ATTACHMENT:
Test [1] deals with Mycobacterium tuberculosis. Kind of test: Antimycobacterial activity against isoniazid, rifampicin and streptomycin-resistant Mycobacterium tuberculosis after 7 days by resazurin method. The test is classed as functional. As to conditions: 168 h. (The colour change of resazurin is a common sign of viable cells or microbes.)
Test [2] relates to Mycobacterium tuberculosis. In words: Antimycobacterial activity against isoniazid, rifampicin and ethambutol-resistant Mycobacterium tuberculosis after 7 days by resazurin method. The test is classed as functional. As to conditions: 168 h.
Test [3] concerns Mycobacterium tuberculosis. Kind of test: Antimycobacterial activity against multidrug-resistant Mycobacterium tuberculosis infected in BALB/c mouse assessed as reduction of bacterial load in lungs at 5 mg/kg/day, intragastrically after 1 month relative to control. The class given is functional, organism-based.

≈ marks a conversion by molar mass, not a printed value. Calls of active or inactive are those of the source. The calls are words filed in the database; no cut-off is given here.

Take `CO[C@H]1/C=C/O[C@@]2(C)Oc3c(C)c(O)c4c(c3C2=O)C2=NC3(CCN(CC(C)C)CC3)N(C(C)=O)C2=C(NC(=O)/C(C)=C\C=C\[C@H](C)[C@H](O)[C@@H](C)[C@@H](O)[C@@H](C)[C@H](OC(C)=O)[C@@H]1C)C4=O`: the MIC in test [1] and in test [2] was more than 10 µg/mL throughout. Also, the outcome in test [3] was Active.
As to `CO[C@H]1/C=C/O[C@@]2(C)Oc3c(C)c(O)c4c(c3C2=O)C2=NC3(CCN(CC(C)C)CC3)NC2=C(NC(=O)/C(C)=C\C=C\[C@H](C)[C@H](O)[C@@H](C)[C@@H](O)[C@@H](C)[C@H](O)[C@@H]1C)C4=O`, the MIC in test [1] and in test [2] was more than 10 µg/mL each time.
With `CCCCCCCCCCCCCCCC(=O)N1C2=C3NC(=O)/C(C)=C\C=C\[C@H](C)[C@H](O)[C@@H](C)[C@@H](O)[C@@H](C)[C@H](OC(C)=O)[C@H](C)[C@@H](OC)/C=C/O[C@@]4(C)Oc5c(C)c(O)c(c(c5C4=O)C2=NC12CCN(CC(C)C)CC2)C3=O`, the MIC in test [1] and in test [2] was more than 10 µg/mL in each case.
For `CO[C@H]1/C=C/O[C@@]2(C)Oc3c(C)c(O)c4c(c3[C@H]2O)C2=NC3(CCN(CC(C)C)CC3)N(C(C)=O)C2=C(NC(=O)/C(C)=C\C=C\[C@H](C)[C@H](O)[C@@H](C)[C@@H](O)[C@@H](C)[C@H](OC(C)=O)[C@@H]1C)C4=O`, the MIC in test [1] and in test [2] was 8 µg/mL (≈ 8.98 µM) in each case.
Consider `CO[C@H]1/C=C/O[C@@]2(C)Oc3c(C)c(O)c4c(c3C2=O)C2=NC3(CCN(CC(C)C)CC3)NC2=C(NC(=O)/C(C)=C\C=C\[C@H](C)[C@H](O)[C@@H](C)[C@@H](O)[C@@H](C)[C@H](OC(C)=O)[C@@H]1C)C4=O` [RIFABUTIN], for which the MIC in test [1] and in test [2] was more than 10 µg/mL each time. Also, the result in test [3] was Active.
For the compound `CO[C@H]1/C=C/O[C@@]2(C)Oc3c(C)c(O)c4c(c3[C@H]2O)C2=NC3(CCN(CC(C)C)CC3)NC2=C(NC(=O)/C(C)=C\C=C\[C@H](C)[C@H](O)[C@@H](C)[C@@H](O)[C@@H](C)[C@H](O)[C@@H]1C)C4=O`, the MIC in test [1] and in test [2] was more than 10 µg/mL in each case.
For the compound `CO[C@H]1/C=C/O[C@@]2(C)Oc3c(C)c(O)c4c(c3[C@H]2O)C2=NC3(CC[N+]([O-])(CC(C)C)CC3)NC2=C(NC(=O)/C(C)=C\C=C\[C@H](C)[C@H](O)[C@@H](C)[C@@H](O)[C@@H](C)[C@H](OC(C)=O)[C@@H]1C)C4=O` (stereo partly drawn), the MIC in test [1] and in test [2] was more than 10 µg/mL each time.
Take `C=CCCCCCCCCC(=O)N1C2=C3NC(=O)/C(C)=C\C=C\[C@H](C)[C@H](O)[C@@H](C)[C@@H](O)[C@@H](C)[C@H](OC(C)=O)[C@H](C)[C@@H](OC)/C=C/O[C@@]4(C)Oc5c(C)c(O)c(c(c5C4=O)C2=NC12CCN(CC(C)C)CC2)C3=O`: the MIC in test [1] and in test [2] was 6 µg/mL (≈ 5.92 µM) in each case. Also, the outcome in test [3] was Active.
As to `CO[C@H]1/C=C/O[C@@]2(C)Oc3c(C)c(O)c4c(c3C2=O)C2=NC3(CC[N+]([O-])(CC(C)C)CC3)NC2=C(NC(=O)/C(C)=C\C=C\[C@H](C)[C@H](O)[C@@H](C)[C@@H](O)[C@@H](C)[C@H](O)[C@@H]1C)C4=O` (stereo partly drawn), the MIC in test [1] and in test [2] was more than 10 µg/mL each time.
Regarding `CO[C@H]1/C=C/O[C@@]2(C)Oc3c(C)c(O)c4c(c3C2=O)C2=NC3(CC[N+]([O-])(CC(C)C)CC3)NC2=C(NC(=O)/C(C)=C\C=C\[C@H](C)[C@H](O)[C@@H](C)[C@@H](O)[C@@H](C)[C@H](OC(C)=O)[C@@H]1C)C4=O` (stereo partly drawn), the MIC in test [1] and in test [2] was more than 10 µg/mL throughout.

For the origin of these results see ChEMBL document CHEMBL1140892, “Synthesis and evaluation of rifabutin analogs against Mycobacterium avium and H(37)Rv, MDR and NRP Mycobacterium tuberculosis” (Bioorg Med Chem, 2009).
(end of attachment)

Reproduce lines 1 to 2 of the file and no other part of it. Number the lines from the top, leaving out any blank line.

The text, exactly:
Test [1] deals with Mycobacterium tuberculosis. Kind of test: Antimycobacterial activity against isoniazid, rifampicin and streptomycin-resistant Mycobacterium tuberculosis after 7 days by resazurin method. The test is classed as functional. As to conditions: 168 h. (The colour change of resazurin is a common sign of viable cells or microbes.)
Test [2] relates to Mycobacterium tuberculosis. In words: Antimycobacterial activity against isoniazid, rifampicin and ethambutol-resistant Mycobacterium tuberculosis after 7 days by resazurin method. The test is classed as functional. As to conditions: 168 h.